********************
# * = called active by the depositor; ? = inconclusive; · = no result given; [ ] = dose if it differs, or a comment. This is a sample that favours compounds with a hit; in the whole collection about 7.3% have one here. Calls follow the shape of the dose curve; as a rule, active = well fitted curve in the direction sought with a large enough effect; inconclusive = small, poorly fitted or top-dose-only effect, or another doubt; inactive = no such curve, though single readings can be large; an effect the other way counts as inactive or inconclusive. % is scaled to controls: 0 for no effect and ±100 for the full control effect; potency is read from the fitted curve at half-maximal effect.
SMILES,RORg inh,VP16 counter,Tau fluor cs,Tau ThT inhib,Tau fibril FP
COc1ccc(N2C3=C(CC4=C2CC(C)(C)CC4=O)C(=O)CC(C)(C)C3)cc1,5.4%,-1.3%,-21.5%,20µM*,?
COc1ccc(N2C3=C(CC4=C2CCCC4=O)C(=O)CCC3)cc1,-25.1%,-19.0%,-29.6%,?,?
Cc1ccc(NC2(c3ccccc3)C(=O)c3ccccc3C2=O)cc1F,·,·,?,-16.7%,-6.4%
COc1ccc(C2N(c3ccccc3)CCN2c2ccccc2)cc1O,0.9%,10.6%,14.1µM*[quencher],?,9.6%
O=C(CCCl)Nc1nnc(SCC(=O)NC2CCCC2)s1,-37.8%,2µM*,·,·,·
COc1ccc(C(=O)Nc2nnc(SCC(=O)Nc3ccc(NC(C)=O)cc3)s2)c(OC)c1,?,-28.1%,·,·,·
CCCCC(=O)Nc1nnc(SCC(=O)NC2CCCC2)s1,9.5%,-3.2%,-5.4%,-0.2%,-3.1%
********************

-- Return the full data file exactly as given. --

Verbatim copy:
# * = called active by the depositor; ? = inconclusive; · = no result given; [ ] = dose if it differs, or a comment. This is a sample that favours compounds with a hit; in the whole collection about 7.3% have one here. Calls follow the shape of the dose curve; as a rule, active = well fitted curve in the direction sought with a large enough effect; inconclusive = small, poorly fitted or top-dose-only effect, or another doubt; inactive = no such curve, though single readings can be large; an effect the other way counts as inactive or inconclusive. % is scaled to controls: 0 for no effect and ±100 for the full control effect; potency is read from the fitted curve at half-maximal effect.
SMILES,RORg inh,VP16 counter,Tau fluor cs,Tau ThT inhib,Tau fibril FP
COc1ccc(N2C3=C(CC4=C2CC(C)(C)CC4=O)C(=O)CC(C)(C)C3)cc1,5.4%,-1.3%,-21.5%,20µM*,?
COc1ccc(N2C3=C(CC4=C2CCCC4=O)C(=O)CCC3)cc1,-25.1%,-19.0%,-29.6%,?,?
Cc1ccc(NC2(c3ccccc3)C(=O)c3ccccc3C2=O)cc1F,·,·,?,-16.7%,-6.4%
COc1ccc(C2N(c3ccccc3)CCN2c2ccccc2)cc1O,0.9%,10.6%,14.1µM*[quencher],?,9.6%
O=C(CCCl)Nc1nnc(SCC(=O)NC2CCCC2)s1,-37.8%,2µM*,·,·,·
COc1ccc(C(=O)Nc2nnc(SCC(=O)Nc3ccc(NC(C)=O)cc3)s2)c(OC)c1,?,-28.1%,·,·,·
CCCCC(=O)Nc1nnc(SCC(=O)NC2CCCC2)s1,9.5%,-3.2%,-5.4%,-0.2%,-3.1%